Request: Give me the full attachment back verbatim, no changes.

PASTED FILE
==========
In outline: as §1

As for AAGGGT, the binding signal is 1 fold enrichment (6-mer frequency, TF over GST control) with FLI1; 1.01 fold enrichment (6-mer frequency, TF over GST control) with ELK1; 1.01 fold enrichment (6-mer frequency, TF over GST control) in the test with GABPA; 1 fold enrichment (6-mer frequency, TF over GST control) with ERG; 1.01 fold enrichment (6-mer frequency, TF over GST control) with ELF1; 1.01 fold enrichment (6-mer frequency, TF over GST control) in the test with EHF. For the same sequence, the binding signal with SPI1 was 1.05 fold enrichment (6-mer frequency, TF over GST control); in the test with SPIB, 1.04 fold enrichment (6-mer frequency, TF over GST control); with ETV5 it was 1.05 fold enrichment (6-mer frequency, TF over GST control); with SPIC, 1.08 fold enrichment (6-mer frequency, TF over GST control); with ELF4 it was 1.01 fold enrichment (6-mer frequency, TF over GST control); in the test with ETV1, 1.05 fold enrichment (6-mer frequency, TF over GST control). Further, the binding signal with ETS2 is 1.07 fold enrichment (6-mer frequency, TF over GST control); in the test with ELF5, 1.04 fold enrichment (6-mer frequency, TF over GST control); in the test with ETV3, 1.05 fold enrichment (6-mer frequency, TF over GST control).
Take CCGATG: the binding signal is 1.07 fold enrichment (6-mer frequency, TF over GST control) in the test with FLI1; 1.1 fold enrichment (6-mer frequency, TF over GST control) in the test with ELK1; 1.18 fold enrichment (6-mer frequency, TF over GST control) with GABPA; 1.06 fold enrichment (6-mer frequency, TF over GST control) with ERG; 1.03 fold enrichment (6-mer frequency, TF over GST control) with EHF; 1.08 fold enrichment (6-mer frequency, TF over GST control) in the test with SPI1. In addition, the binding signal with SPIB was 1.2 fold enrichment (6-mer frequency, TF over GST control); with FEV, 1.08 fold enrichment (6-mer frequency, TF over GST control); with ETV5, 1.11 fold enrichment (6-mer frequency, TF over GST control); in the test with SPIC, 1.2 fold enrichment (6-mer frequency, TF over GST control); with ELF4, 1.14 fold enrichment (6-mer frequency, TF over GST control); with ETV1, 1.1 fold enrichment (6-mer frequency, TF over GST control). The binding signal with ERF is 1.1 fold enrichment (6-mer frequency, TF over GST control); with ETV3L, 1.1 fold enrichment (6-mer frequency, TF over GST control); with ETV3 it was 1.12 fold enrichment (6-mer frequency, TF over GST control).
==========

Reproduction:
In outline: as §1

As for AAGGGT, the binding signal is 1 fold enrichment (6-mer frequency, TF over GST control) with FLI1; 1.01 fold enrichment (6-mer frequency, TF over GST control) with ELK1; 1.01 fold enrichment (6-mer frequency, TF over GST control) in the test with GABPA; 1 fold enrichment (6-mer frequency, TF over GST control) with ERG; 1.01 fold enrichment (6-mer frequency, TF over GST control) with ELF1; 1.01 fold enrichment (6-mer frequency, TF over GST control) in the test with EHF. For the same sequence, the binding signal with SPI1 was 1.05 fold enrichment (6-mer frequency, TF over GST control); in the test with SPIB, 1.04 fold enrichment (6-mer frequency, TF over GST control); with ETV5 it was 1.05 fold enrichment (6-mer frequency, TF over GST control); with SPIC, 1.08 fold enrichment (6-mer frequency, TF over GST control); with ELF4 it was 1.01 fold enrichment (6-mer frequency, TF over GST control); in the test with ETV1, 1.05 fold enrichment (6-mer frequency, TF over GST control). Further, the binding signal with ETS2 is 1.07 fold enrichment (6-mer frequency, TF over GST control); in the test with ELF5, 1.04 fold enrichment (6-mer frequency, TF over GST control); in the test with ETV3, 1.05 fold enrichment (6-mer frequency, TF over GST control).
Take CCGATG: the binding signal is 1.07 fold enrichment (6-mer frequency, TF over GST control) in the test with FLI1; 1.1 fold enrichment (6-mer frequency, TF over GST control) in the test with ELK1; 1.18 fold enrichment (6-mer frequency, TF over GST control) with GABPA; 1.06 fold enrichment (6-mer frequency, TF over GST control) with ERG; 1.03 fold enrichment (6-mer frequency, TF over GST control) with EHF; 1.08 fold enrichment (6-mer frequency, TF over GST control) in the test with SPI1. In addition, the binding signal with SPIB was 1.2 fold enrichment (6-mer frequency, TF over GST control); with FEV, 1.08 fold enrichment (6-mer frequency, TF over GST control); with ETV5, 1.11 fold enrichment (6-mer frequency, TF over GST control); in the test with SPIC, 1.2 fold enrichment (6-mer frequency, TF over GST control); with ELF4, 1.14 fold enrichment (6-mer frequency, TF over GST control); with ETV1, 1.1 fold enrichment (6-mer frequency, TF over GST control). The binding signal with ERF is 1.1 fold enrichment (6-mer frequency, TF over GST control); with ETV3L, 1.1 fold enrichment (6-mer frequency, TF over GST control); with ETV3 it was 1.12 fold enrichment (6-mer frequency, TF over GST control).